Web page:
Officer who fatally wounded woman on Christmas morning previously killed man in line of duty

The officer who fatally shot and killed 29-year-old Stacey Perry on Dec. 25, 2018, mortally wounded a Calgary man in 2011.

Const. Stephen Cook, a 10-year veteran with the Calgary Police Service, fired at Perry after she pinned a female officer following a spree of dangerous driving.

The shooting is being investigated by the Alberta Serious Incident Response Team. Cook is on a 30-day administrative leave.

In 2011, Cook shot Corwin (Corey) Peeace, 40, four times after breaching an Erin Woods home.

During a subsequent fatality inquiry in 2013, Cook said he had fired a gun in the line of duty with the South African Police Service and with the British military deployed in Iraq.

Cook told his lawyer, Willie deWit, during the inquiry that he was dispatched to the home after Peeace’s common-law spouse, Vanessa Severight, called 911 unable to speak freely.

On the call, a male in the background could be overheard saying, “You are going to die tonight.” Cook said he drew his firearm, kicked in the door and, based on what he said was an imminent threat to the woman, shot Peeace four times.

“If he had brought the knife down, he would have stabbed her in the neck or shoulder area. I believed he was about to stab this female and I expected she was going to die today, as I heard,” Cook said.

Facebook page photo of Stacey Perry, friends and family have identified her has the person shot dead by Calgary police Christmas morning.

Just after midnight on Christmas morning, Perry was driving erratically near 9th Avenue and Blackfoot Trail S.E. in a grey Honda Accord coupe with a B.C. licence plate. Officers tried to stop her vehicle on suspicion of impaired driving.

However, she failed to pull over. Driving through the city’s northwest, police said she was running red lights at fluctuating speeds.

Two more traffic stops were attempted, also unsuccessfully, around 12:30 a.m. Police stopped following the vehicle about 10 minutes later, citing “safety reasons.”

Less than two hours later, police received a call about a driver “running red lights and doing U-turns” in the northeast community of Falconridge. Officers located the same grey Honda from earlier, being driven the wrong way into oncoming lanes of traffic throughout northeast Calgary.

Police attempted a controlled stop of the two-door car, which was entering onto McKnight Boulevard from Stoney Trail, by positioning a police vehicle in the front of the coupe and additional police vehicles on each side of, and behind, the car.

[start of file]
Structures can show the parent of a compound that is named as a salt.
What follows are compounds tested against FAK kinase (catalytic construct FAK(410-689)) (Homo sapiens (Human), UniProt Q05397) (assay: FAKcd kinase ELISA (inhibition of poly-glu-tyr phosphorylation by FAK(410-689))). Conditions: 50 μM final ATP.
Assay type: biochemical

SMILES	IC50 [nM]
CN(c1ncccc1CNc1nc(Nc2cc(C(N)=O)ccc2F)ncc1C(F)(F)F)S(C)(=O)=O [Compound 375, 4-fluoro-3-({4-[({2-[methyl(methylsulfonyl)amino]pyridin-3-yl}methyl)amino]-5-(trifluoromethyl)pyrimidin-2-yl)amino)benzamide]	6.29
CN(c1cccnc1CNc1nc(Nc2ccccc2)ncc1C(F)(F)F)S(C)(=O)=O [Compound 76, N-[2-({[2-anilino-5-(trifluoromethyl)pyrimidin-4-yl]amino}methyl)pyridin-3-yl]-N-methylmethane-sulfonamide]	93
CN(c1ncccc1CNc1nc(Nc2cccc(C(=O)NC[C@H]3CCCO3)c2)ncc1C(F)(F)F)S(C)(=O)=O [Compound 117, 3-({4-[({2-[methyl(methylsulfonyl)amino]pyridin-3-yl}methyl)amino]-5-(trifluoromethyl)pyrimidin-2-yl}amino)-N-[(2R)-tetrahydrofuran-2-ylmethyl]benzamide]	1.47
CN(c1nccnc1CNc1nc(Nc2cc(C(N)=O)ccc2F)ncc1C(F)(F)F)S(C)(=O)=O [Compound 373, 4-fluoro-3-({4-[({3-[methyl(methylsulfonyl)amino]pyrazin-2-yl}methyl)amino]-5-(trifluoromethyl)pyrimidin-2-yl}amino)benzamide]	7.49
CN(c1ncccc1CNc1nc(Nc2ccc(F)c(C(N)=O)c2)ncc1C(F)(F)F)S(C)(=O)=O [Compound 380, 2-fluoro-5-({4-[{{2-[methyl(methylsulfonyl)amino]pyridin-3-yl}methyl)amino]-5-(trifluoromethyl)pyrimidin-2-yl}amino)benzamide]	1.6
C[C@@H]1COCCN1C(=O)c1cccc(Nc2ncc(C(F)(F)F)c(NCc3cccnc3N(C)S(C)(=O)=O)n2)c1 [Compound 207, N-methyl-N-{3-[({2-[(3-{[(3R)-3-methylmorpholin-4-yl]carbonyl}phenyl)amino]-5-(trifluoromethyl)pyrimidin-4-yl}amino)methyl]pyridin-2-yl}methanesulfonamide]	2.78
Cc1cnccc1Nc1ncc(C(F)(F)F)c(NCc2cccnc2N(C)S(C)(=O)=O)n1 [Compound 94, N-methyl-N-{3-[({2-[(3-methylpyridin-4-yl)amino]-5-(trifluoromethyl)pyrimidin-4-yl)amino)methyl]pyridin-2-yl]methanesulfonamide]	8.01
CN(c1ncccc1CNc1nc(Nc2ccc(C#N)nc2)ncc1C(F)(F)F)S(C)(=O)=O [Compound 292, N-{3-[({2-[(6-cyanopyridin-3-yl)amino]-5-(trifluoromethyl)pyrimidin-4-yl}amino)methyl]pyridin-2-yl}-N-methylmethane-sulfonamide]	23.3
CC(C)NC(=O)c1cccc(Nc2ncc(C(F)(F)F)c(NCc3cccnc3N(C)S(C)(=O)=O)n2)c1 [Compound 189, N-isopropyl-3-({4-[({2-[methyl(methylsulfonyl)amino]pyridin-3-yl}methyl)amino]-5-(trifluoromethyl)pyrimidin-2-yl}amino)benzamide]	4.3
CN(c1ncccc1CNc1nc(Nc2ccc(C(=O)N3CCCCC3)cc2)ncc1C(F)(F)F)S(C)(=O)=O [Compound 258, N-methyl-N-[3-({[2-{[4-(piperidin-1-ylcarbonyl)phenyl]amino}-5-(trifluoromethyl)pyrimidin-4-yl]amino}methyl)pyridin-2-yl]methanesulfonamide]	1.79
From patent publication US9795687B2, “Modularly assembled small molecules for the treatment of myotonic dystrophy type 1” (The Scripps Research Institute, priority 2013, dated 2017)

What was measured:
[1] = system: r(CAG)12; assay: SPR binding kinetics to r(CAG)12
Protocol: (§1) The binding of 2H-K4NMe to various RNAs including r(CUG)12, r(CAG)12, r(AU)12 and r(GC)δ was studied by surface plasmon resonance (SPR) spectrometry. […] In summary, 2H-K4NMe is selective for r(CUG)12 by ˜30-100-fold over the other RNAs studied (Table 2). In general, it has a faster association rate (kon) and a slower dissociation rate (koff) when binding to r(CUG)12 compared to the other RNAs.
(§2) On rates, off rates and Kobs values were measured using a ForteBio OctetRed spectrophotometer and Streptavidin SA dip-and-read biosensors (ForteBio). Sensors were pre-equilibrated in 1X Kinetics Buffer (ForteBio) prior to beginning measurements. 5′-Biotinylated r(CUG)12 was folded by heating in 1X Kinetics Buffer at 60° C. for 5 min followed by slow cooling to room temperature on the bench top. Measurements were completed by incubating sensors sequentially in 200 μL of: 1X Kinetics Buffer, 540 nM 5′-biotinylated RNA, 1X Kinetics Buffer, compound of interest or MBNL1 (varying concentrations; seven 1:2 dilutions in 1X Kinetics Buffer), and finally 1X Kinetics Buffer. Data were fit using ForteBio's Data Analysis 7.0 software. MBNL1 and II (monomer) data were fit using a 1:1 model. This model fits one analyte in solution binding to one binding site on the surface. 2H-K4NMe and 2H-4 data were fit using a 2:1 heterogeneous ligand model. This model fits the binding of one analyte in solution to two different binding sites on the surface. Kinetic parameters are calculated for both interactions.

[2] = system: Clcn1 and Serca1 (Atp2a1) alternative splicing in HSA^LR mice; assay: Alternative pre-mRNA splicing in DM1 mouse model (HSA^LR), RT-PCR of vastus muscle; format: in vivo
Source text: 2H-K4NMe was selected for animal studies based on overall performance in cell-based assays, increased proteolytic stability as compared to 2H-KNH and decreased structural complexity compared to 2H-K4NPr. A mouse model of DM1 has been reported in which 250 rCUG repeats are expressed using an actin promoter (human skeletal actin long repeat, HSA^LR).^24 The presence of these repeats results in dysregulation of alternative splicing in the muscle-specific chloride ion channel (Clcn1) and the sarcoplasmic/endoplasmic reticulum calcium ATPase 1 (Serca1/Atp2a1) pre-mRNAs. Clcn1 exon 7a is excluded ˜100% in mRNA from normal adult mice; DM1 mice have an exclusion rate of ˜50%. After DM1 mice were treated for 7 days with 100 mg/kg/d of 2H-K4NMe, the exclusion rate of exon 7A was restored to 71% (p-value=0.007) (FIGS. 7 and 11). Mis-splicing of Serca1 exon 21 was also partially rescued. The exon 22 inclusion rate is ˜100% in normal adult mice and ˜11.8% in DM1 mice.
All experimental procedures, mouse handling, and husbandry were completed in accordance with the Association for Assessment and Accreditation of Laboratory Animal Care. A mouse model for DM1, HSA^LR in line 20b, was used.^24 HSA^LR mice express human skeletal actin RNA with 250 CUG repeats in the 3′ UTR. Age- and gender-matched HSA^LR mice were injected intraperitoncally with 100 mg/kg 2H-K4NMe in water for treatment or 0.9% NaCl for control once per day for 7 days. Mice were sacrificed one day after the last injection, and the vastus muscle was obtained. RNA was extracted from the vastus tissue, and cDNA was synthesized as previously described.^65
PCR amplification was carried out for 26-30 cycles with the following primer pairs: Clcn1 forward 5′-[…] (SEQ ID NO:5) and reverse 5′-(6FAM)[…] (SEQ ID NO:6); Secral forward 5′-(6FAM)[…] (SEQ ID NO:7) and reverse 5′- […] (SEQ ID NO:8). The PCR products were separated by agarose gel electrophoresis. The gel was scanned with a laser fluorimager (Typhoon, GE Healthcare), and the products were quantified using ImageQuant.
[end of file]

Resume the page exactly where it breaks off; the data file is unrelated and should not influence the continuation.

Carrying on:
As officers began to exit their vehicles, “the sedan was put in motion,” according to ASIRT in a statement issued after the incident.

The Alberta Serious Incident Response Team investigates after officer-involved shooting on McKnight Boulevard between 68th Street N.E. and Stoney Trail in Calgary on Christmas Day. Al Charest/Postmedia

Perry’s ex-boyfriend, Vincent Church, said she battled alcohol and substance abuse issues in the past and was known to panic when her addiction got the best of her.

“That panic could take several forms; it would cause her to run away from a situation,” said Church. “It wouldn’t happen often, but that panic would set in.”

“(The day she was shot) she may have undoubtedly had a bad time, or bad episode or somebody threatened her or did something to her to cause her to panic,” he said. “It would probably give her the fight or flight reflexes and when she became distressed, she didn’t always make the best decisions.”

In a statement, Calgary Police Association president Les Kaminski said officers come to work with the hope they don’t have to use force on another individual.

“However, it is our duty to protect the public, other officers, and ourselves. This is the harsh reality of police work,” he said in a statement.

“Thankfully, the majority of police officers go their entire careers without being forced to take a human life; however, fate dictates that occasionally an officer may be involved in multiple events.

“Our citizens can have confidence because when a critical incident does occur, it is carefully scrutinized on its own merit. The actions of every officer involved is meticulously dissected, and each case is judged independently. The actions taken by the officers are either justified, or they will be brought to task. We have complete confidence that this investigation will be no different.”

Email: zlaing@postmedia.com | On Twitter: @zjlaing

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